In addition to knowing your major gift could continue and support the work of your favourite charities, you also:
- may be recognized in a special way and this can be discussed with the charity beforehand;
- may have the option of working with the charity of your choice to direct your gift towards specific needs;
- may have the charity set up a trust fund in perpetuity to recognize your family name or as a memorial tribute to someone special; and
- will receive any tax benefit or advantages permitted under government guidelines.
Where do I start?
1. Take your time. Don’t be pressured into contributing immediately. Take a day or two to consider the offer. Donors can always send in their contributions later.
2. Get information. Ask to see a brochure or other document, while understanding that smaller charities may not have the resources to print glossy material or give out brochures to everyone. A website may also be helpful. If in doubt, check Canada Revenue Agency’s website. If you know the name of the charity, click the underlined “Search” and type in the name. Once located, the charity’s mandatory returns to the CRA are available to view. At the same site, you can also search the over 80,000 charities in Canada.
3. Be careful of similar sounding names of charities. Some charities adopt names similar to major charities but often their purposes are quite different from the charity they are imitating.
Donor Bill of Rights
Philanthropy is based on voluntary action for the common good. It is a tradition of giving and sharing that is primary to the quality of life. To ensure that philanthropy merits the respect and trust of the general public, and that donors and prospective donors can have full confidence in the nonprofit organizations and causes they are asked to support, the American Association of Fund Raising Counsel, Association for Healthcare Philanthropy, Association of Fundraising Professionals and the Council for Advancement and Support of Education created the Donor Bill of Rights, which states that donors have the right:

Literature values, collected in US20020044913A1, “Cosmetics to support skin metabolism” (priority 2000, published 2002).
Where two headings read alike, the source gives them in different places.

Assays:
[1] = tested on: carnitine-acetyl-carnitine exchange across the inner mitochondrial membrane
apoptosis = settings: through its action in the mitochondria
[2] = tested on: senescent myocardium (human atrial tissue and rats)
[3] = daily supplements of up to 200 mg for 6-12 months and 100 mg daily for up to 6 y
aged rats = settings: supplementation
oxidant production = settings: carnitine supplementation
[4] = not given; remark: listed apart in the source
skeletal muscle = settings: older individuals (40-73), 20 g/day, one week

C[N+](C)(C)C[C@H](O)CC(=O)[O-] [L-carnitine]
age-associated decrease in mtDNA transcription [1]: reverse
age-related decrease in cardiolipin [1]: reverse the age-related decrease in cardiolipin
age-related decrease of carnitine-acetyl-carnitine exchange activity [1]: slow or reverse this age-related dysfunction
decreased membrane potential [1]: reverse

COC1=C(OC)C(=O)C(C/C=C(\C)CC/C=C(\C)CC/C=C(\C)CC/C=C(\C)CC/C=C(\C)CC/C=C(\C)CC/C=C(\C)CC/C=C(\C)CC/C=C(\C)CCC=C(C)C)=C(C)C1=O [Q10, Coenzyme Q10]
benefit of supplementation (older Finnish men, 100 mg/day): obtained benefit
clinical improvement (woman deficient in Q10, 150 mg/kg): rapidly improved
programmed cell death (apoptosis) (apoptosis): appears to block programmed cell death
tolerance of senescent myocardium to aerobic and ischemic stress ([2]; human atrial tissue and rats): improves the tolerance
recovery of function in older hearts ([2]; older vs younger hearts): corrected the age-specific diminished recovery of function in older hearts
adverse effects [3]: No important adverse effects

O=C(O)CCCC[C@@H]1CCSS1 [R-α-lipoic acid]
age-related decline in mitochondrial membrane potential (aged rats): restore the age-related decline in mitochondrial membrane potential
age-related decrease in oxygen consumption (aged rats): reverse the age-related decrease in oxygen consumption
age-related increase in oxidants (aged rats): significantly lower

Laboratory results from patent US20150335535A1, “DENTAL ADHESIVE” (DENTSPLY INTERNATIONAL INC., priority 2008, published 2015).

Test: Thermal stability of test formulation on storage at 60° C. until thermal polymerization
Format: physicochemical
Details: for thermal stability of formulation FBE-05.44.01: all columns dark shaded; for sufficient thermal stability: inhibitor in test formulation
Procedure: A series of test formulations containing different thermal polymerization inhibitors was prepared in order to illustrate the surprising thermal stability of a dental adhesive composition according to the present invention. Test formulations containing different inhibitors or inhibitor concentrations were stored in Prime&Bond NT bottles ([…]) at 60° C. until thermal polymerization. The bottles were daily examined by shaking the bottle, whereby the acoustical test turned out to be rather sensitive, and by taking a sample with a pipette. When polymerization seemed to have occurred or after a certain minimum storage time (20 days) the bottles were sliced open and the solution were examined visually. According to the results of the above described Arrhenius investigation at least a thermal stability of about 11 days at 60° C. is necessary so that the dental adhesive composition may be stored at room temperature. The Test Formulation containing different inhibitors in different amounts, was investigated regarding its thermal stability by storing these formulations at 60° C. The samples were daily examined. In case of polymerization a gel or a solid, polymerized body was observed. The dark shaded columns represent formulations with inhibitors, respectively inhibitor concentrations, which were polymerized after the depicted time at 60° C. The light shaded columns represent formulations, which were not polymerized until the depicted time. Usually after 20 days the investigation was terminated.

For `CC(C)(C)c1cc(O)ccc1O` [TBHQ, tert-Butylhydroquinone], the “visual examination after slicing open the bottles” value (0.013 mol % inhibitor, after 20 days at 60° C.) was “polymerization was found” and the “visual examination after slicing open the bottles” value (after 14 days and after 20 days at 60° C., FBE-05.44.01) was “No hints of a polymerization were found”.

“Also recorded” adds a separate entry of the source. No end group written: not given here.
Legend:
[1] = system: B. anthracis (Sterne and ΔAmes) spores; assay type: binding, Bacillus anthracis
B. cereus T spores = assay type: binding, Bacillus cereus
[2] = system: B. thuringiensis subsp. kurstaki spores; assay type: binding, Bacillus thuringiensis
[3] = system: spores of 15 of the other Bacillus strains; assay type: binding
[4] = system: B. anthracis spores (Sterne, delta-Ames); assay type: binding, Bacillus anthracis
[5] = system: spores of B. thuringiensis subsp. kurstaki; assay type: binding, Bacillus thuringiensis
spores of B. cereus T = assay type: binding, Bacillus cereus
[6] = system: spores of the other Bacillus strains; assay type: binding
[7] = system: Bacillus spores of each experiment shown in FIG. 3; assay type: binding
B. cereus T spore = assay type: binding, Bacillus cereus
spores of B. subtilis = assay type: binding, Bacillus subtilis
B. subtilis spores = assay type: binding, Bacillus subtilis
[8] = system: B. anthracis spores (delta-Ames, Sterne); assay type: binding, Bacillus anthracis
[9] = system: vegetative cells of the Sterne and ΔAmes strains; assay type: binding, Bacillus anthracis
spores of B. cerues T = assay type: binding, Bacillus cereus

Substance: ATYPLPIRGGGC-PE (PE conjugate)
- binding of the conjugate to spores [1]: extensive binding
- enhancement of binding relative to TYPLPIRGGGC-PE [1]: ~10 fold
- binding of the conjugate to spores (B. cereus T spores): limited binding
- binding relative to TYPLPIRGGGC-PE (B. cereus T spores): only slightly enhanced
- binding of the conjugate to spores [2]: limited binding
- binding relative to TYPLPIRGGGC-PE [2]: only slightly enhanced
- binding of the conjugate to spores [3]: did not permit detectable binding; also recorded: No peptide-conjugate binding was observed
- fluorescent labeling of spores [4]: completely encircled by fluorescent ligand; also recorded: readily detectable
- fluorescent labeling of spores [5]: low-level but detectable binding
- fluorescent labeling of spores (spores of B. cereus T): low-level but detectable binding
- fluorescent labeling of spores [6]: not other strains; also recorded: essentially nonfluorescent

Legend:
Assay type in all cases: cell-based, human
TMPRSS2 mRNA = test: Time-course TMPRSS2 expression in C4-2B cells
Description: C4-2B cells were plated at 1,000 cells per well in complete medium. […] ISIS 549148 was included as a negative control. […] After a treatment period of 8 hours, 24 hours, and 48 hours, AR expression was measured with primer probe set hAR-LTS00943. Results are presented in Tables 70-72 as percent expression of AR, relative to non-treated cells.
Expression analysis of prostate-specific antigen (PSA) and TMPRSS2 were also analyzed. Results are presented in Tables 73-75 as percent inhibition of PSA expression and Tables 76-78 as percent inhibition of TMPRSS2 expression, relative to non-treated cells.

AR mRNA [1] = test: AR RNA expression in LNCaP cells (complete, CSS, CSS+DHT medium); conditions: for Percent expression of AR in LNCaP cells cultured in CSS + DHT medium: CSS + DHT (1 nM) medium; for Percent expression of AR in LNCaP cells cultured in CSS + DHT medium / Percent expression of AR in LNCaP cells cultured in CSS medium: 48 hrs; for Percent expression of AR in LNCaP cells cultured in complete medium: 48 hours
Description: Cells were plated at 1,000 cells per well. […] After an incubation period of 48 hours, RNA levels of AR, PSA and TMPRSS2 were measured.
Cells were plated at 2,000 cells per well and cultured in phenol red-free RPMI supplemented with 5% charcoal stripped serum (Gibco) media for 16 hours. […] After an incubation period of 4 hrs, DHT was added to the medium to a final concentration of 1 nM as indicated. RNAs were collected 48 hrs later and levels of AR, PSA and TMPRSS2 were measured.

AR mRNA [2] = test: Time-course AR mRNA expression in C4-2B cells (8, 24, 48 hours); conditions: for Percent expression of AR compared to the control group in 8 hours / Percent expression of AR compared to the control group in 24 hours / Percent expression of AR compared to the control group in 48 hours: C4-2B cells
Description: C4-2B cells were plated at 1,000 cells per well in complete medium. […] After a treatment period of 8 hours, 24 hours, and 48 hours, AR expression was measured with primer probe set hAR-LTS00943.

1. To be informed of the organization’s mission, of the way the organization intends to use donated resources, and of its capacity to use donations effectively for their intended purposes.
2. To be informed of the identity of those serving on the organization’s governing board, and to expect the board to exercise prudent judgment in its stewardship responsibilities.
3. To have access to the organization’s most recent financial statements.
4. To be assured their gifts will be used for the purposes for which they were given.
5. To receive appropriate acknowledgment and recognition.
6. To be assured that information about their donations is handled with respect and confidentiality to the extent provided by law.
7. To expect that all relationships with individuals representing organizations of interest to the donor will be professional in nature.
8. To be informed whether those seeking donations are volunteers, employees of the organization, or hired solicitors.
9. To have the opportunity for their names to be deleted from mailing lists that an organization may intend to share.
10. To feel free to ask questions when making a donation and to receive prompt and forthright answers.
How can the PGC help?
We are able to connect you with many advisors who can assist you with setting up gifts as well as foundations or other means of supporting the charities you love. Feel free to look around using the buttons below: